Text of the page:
struct ns2__AddressValidationReply validate_address(struct soap *soap, char *base_url, struct ns2__AddressValidationRequest *ptr_AddressValidationRequest)
extern "C" {
    fn validate_address(
        soap: *mut libc::c_void,
        base_url: *const libc::c_char,
        ptr_AddressValidationRequest: *mut ns2__AddressValidationRequest,
    ) -> ns2__AddressValidationReply;
}
Michal 'vorner' Vaner
@vorner
Aug 16 2018 11:28 UTC
Is the API generated by bindgen, or manually?
It worked before. When I was setting ptr_AddressValidationRequest whery satically
Michal 'vorner' Vaner
@vorner
Aug 16 2018 11:28 UTC
Yep, that's what undefined behaviour does. It is allowed to randomly work.
Now I creating it more generic, trough functions
And Boom
Coode looks Fine, when debug in Rust it's fine, and then In C it's dead
Is the API generated by bindgen, or manually?
Bindgen
And what can I do witth this UB :D ?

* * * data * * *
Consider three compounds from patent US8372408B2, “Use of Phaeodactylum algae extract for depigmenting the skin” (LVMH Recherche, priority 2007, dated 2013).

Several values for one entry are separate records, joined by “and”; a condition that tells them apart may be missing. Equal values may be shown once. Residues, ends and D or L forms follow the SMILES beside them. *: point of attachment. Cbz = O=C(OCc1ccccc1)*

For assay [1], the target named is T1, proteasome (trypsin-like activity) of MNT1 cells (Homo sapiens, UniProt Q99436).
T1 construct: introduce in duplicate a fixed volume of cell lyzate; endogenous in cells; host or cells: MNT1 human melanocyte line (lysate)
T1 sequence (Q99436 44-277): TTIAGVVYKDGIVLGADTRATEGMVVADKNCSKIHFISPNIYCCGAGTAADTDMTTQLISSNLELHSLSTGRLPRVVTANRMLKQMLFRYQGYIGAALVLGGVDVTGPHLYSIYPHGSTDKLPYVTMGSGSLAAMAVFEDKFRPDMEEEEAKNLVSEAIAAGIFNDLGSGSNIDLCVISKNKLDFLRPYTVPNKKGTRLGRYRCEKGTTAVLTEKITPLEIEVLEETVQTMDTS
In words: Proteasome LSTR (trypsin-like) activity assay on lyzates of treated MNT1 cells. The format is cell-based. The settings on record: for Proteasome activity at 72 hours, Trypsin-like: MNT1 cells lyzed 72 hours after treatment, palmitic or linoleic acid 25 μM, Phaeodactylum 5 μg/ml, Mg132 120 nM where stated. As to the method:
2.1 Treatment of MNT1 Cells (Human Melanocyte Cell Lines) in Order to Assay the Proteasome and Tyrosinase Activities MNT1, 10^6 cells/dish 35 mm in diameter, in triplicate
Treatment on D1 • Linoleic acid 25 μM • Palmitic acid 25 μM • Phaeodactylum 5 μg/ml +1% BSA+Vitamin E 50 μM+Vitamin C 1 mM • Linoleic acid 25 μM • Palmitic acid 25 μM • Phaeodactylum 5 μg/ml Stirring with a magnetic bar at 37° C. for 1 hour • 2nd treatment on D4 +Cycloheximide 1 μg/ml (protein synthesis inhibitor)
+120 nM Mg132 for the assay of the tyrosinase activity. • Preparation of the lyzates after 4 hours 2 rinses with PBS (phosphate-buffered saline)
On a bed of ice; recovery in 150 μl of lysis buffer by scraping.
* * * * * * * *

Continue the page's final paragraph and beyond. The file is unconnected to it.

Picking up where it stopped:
Hang my self :D ?
Michal 'vorner' Vaner
@vorner
Aug 16 2018 11:41 UTC
Hanging doesn't help. Either reading the code very carefully, asking someone else to read it, looking through it in debugger, or maybe running in something like valgrind, which is often quite helpful pointing out suspicious things
Denis Lisov
@tanriol
Aug 16 2018 11:43 UTC
And keeping the amount of unsafe as low as reasonably possible :-)
Michal 'vorner' Vaner
@vorner
Aug 16 2018 11:43 UTC
Yeh, but you can hardly avoid it if you call FFI.
Ghhh
Felling is that rust frees some memory
Along the process
Denis Lisov
@tanriol
Aug 16 2018 12:16 UTC
@trsh Could you show the whole function?
Also, are all the operations synchronous?
Bottom validate_address call is the start point to look
Code is generated by Macro
again funny part, if I add //println!("TRALALALAAAA"); back, it no segm foult :D
But screwed up results
So TRAALALAAA is making better code :D